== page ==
In the fields of molecular biology and genetics, a genome is the genetic material of an organism. It consists of DNA (or RNA in RNA viruses). Each genome contains all of the information needed to build and maintain that organism. In humans, a copy of the entire genome—more than 3 billion DNA base pairs—is contained in all cells that have a nucleus. The study of the genome is called genomics.
In bioinformatics, a genome browser is a graphical interface for display of information from a biological database for genomic data. They are important tools for studying genomes given the vast amounts of data available. They typically load very large files, such as whole genome FASTA files and display them in a way that users can make sense of the information there. They can be used to visualize a variety of different data types.
Genome browsers enable researchers to visualize and browse entire genomes with annotated data including gene prediction and structure, proteins, expression, regulation, variation, comparative analysis, etc. They use a visual, high-level overview of complex data in a form that can be grasped at a glance and provide the means to explore the data in increasing resolution from megabase scales down to the level of individual elements of the DNA sequence.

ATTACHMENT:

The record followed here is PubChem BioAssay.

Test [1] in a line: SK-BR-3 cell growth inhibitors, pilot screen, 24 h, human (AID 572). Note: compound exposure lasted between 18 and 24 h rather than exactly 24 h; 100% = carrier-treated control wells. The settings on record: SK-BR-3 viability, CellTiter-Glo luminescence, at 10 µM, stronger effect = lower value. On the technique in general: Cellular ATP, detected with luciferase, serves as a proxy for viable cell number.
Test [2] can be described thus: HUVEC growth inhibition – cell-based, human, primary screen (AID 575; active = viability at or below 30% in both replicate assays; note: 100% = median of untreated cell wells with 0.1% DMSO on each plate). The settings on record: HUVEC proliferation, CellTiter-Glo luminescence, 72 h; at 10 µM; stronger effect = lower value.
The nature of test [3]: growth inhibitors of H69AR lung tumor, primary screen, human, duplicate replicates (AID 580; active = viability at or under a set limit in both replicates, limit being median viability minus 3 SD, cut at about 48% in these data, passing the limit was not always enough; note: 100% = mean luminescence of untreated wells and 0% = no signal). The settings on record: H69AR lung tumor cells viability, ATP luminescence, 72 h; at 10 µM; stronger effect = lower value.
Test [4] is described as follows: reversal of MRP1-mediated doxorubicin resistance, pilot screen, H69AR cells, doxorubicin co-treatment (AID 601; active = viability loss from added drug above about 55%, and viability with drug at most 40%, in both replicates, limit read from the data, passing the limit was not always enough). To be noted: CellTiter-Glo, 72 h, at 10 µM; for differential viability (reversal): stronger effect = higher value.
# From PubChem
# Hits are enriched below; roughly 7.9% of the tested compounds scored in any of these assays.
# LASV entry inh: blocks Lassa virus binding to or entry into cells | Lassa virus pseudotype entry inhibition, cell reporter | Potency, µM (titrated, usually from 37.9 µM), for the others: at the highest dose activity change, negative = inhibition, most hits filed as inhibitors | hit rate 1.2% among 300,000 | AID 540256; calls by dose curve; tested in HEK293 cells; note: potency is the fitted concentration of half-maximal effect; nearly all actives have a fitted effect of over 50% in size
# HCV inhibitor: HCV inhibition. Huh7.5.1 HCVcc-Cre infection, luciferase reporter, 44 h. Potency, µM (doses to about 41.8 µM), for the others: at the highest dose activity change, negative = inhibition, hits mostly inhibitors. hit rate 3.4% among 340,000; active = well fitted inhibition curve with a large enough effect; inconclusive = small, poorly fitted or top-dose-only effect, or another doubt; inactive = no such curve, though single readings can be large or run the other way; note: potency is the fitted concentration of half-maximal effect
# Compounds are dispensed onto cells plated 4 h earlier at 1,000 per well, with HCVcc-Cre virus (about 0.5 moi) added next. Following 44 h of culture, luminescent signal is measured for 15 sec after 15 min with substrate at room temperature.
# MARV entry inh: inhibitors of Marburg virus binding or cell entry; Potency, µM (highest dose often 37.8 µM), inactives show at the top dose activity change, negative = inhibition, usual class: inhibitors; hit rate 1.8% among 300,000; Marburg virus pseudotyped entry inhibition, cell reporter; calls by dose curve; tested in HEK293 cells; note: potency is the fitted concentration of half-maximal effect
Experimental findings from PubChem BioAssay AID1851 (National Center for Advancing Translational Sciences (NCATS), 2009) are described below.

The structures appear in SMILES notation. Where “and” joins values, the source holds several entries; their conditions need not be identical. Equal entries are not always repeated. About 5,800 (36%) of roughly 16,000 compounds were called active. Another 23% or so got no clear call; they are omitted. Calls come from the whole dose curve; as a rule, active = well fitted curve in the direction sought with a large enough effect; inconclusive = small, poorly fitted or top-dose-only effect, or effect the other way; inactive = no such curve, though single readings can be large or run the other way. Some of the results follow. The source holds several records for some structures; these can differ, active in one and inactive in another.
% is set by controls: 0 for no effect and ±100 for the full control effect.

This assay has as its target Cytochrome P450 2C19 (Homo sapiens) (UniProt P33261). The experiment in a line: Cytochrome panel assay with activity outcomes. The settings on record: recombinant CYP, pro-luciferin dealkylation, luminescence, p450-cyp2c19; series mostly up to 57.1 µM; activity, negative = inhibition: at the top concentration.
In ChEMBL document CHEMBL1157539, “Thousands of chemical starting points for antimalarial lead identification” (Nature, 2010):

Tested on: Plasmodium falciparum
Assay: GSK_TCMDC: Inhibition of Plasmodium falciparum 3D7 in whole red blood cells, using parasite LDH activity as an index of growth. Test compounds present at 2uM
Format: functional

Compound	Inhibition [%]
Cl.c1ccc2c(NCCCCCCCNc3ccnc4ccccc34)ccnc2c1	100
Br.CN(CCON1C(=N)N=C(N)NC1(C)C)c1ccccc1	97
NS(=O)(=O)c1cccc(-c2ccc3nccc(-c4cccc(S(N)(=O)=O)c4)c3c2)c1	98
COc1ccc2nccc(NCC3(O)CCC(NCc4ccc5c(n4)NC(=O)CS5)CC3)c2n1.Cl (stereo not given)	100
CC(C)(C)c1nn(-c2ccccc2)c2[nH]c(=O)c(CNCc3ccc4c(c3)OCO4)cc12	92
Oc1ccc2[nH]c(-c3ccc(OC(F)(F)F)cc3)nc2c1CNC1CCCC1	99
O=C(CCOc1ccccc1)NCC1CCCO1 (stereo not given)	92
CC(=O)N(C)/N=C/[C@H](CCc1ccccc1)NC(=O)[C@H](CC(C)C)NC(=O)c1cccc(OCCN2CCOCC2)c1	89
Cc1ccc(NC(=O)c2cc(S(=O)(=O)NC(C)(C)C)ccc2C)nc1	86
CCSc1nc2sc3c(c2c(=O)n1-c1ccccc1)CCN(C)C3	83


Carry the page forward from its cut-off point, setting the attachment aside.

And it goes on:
There’s a wide range of web based genome browsers. We’re going to restrict our selection to the top 4.
|Desktop Genome Browsers|
|Genome Data Viewer||Genome browser for exploration and analysis of eukaryotic RefSeq genome assemblies|
|Ensembl||Centralized resource for geneticists, molecular biologists and other researchers|
|Genome Browser||Interactively visualize genomic data|
|Epigenome Browser||Visualization, integration and analysis tools for epigenomic datasets|
Note: This Group Test excludes desktop based genome browsers for Linux. This is because we recently covered the best ones in this article.
Read our complete collection of recommended free and open source software. The collection covers all categories of software.
The software collection forms part of our series of informative articles for Linux enthusiasts. There are hundreds of in-depth reviews, open source alternatives to proprietary software from large corporations like Google, Microsoft, Apple, Adobe, IBM, Cisco, Oracle, and Autodesk. There are also fun things to try, hardware, free programming books and tutorials, and much more.